Source: JURIST

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Sweden court sentences man to life in prison for role in Rwanda genocide

[JURIST] A Swedish court sentenced a man to life in prison on Monday for taking part in the 1994 Rwandan genocide. The Stockholm District Court determined that Claver Berinkindi was guilty of genocide and gross crime under international law consisting of murder, kidnapping and attempted murder. More than 800,000 people were killed by Hutus over three months in 1994. Berinkindi was charged in Sweden last year after a Rwandan Gacaca community court convicted him of genocide-related crimes in absentia. This trial is part of a global effort to try those who have committed crimes against humanity no matter where those crimes occurred. Berinkindi was a Rwandan who obtained Swedish citizenship in 2012. He was found to have participated in five different massacres in 1994. He was found not only to have rallied people to participate in various killings but also to have killed countless people himself. The court also awarded 15 people damages who had witnessed the loss of a relative at the hands of Berinkindi, ranging from $3,900 to $13,000 and to be taken from Berinkindi's property. Berinkindi has three weeks to appeal the decision.

Earlier this month two Rwandan mayors went on trial in France on charges of war crimes ad crimes against humanity committed during the 1994 Rwandan genocide. In January the International Criminal Tribunal for Rwanda (ICTR) formally closed after issuing 45 judgments. In September a court in Toulouse, France, refused extradition requests for Joseph Habyarimana, a Rwandan man, facing charges of genocide and crimes against humanity. In January of last year two Rwandan police officers were sentenced to 20 years in jail for the murder of a Transparency International anti-corruption activist. In July 2014 the ICTR unanimously affirmed a 30-year jail sentence for former army chief Augustin Bizimungu for the role he played in the genocide. In December 2012 the ICTR convicted former Rwandan minister Augustin Ngirabatware, sentencing him to 35 years in prison on charges of genocide, incitement to commit genocide and rape as a crime against humanity.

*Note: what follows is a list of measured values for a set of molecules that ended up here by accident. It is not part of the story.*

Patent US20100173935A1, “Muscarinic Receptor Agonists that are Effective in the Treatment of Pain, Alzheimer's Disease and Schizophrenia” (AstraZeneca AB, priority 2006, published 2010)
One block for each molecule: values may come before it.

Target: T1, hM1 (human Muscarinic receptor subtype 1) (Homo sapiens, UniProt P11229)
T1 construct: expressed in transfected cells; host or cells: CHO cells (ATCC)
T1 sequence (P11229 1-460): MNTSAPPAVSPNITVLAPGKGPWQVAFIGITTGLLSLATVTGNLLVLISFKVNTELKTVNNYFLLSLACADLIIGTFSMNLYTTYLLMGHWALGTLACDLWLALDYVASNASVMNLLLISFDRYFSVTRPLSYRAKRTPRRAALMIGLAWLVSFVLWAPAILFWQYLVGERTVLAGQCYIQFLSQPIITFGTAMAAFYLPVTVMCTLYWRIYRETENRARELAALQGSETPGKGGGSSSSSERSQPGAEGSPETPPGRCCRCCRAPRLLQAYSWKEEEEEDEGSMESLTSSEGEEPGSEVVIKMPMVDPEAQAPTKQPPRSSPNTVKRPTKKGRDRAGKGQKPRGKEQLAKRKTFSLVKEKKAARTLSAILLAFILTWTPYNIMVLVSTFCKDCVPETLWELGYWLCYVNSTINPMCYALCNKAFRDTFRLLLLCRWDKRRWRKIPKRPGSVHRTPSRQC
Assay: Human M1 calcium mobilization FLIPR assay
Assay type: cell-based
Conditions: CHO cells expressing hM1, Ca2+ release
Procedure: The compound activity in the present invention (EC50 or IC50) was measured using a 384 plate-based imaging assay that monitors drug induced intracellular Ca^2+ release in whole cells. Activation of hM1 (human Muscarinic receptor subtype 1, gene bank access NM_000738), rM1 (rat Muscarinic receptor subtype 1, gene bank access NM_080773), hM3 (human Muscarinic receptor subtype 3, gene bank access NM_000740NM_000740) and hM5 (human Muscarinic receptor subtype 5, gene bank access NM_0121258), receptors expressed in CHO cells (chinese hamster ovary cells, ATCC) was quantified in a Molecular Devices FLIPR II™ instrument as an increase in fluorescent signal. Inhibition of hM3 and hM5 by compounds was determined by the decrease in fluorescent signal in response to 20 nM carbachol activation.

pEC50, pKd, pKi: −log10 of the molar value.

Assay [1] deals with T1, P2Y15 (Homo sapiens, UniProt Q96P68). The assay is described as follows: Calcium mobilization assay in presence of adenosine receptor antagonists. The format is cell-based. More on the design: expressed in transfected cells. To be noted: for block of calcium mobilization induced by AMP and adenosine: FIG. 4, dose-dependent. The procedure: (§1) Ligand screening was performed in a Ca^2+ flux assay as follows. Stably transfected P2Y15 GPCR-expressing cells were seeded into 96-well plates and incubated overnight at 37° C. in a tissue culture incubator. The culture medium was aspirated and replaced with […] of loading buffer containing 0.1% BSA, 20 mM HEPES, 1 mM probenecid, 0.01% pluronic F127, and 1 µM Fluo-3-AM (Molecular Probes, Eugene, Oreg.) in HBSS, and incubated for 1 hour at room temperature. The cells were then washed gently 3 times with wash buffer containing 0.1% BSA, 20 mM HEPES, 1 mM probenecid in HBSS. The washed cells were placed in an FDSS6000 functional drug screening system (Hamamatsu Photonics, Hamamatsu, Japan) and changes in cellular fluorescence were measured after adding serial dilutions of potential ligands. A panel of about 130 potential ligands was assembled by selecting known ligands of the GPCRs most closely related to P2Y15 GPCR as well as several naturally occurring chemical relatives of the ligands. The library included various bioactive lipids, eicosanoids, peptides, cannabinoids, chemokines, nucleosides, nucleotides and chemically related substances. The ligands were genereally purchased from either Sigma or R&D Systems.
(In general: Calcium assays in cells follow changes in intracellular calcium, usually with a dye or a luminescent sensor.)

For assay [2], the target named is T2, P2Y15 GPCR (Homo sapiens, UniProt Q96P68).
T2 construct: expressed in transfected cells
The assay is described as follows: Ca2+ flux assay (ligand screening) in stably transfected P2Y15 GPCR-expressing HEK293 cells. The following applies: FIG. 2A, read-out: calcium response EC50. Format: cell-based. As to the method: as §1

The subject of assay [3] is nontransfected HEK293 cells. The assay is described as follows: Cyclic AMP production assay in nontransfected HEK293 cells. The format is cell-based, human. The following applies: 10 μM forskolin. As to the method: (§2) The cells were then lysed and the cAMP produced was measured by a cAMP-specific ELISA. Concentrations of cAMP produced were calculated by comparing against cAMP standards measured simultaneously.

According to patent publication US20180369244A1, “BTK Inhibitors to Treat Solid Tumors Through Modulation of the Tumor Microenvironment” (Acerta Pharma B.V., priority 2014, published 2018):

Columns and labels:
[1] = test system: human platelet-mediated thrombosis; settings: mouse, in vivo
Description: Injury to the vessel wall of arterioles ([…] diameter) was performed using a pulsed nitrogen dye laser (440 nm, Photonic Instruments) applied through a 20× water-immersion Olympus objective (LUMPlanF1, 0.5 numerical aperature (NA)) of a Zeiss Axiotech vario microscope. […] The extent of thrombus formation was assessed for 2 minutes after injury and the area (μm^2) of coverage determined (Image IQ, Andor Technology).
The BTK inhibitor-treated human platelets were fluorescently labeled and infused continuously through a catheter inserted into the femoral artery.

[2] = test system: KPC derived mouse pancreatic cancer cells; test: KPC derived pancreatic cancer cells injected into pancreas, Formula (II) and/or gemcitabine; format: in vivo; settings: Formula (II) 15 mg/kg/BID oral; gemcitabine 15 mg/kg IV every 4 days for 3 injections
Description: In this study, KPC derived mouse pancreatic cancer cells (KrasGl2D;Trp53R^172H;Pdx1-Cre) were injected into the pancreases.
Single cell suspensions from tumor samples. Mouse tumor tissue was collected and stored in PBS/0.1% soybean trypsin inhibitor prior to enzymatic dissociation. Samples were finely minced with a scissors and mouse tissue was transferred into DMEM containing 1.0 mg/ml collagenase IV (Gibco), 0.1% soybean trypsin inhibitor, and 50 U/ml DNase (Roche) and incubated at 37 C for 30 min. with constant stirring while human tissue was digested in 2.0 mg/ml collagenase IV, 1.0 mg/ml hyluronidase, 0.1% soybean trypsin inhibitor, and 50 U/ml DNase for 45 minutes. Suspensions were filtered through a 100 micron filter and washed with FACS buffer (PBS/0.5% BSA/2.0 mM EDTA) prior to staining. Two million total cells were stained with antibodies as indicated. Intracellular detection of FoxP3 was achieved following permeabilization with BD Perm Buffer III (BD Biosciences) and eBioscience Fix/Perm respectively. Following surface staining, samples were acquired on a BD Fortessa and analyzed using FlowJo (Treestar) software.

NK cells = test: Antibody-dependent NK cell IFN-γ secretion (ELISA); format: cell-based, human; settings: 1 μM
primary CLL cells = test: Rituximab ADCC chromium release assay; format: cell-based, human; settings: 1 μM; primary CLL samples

Source: JURIST